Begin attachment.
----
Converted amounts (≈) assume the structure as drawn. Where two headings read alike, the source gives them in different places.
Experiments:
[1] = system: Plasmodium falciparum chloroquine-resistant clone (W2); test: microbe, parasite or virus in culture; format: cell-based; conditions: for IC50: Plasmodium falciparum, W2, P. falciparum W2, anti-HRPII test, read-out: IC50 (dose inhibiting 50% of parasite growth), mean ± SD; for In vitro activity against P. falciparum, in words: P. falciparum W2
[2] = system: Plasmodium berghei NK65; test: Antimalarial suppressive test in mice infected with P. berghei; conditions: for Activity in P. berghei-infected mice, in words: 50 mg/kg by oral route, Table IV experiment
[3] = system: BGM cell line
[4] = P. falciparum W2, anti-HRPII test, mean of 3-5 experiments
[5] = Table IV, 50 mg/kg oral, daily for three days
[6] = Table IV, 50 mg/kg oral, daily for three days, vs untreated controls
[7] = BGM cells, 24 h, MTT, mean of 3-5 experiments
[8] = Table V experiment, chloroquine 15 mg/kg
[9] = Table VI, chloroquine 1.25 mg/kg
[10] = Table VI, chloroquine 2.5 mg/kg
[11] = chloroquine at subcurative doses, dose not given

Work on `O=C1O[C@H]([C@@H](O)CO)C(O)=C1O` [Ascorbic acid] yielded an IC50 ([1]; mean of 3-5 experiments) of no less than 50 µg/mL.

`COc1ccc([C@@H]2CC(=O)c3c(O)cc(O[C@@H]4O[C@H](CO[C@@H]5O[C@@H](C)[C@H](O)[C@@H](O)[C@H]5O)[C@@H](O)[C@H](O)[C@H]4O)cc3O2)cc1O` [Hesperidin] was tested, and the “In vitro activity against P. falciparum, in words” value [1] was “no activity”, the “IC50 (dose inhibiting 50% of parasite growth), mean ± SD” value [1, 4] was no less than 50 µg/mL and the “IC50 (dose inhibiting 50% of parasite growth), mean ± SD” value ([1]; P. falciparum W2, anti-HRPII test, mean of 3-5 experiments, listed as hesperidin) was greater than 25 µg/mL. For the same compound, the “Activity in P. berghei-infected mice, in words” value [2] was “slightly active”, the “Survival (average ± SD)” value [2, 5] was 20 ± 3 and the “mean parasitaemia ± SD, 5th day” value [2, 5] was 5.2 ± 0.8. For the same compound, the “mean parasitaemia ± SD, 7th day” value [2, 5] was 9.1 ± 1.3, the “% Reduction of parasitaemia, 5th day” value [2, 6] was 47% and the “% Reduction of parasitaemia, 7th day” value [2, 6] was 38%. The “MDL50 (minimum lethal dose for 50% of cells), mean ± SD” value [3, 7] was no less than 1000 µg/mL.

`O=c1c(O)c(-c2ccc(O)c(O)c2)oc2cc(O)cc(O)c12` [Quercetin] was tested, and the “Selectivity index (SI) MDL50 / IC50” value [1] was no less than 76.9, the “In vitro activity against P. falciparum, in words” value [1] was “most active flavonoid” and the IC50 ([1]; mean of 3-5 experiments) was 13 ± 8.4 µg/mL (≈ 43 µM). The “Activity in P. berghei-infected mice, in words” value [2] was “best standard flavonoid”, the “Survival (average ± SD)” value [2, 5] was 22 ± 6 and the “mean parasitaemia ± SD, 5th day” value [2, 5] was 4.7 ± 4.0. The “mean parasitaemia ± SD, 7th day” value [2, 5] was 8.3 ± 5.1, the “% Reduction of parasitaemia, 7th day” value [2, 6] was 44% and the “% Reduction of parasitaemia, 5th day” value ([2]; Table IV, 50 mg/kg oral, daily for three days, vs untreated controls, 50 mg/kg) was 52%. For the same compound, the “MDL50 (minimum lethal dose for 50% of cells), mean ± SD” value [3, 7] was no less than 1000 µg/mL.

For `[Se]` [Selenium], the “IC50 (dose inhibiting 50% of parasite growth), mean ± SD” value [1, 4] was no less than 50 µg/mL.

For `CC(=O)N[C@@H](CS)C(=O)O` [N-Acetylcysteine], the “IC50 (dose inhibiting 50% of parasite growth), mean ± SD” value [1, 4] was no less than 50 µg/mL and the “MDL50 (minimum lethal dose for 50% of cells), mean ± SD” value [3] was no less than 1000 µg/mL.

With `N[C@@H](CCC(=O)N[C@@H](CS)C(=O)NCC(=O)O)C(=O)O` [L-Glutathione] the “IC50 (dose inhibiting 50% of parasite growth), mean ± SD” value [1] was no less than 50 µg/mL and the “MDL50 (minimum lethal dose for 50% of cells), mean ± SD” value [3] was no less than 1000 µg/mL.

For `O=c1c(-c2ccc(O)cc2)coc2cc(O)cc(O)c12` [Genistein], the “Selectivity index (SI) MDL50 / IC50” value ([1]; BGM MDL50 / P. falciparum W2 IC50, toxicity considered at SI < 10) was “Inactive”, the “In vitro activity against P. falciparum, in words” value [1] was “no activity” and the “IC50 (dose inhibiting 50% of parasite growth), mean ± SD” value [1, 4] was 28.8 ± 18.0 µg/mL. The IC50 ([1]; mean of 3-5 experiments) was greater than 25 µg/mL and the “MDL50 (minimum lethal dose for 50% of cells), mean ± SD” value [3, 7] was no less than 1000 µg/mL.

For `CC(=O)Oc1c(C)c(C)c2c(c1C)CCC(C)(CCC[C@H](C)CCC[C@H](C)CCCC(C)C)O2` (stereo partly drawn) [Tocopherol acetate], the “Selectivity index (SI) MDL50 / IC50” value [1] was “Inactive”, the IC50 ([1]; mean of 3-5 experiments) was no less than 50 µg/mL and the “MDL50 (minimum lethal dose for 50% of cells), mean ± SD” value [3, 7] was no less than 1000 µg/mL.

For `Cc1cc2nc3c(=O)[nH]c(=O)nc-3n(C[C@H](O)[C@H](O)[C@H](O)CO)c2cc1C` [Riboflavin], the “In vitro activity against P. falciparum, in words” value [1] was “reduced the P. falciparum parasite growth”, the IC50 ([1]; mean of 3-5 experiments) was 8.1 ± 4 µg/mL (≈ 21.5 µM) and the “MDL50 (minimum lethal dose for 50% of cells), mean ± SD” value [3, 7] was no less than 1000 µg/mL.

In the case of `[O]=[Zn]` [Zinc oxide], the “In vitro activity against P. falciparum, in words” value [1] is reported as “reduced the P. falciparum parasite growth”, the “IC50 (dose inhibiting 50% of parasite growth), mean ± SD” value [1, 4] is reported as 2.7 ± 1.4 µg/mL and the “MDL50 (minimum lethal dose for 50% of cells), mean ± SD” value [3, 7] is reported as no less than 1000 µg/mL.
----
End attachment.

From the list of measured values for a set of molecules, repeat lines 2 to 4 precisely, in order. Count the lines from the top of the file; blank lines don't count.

Experiments:
[1] = system: Plasmodium falciparum chloroquine-resistant clone (W2); test: microbe, parasite or virus in culture; format: cell-based; conditions: for IC50: Plasmodium falciparum, W2, P. falciparum W2, anti-HRPII test, read-out: IC50 (dose inhibiting 50% of parasite growth), mean ± SD; for In vitro activity against P. falciparum, in words: P. falciparum W2
[2] = system: Plasmodium berghei NK65; test: Antimalarial suppressive test in mice infected with P. berghei; conditions: for Activity in P. berghei-infected mice, in words: 50 mg/kg by oral route, Table IV experiment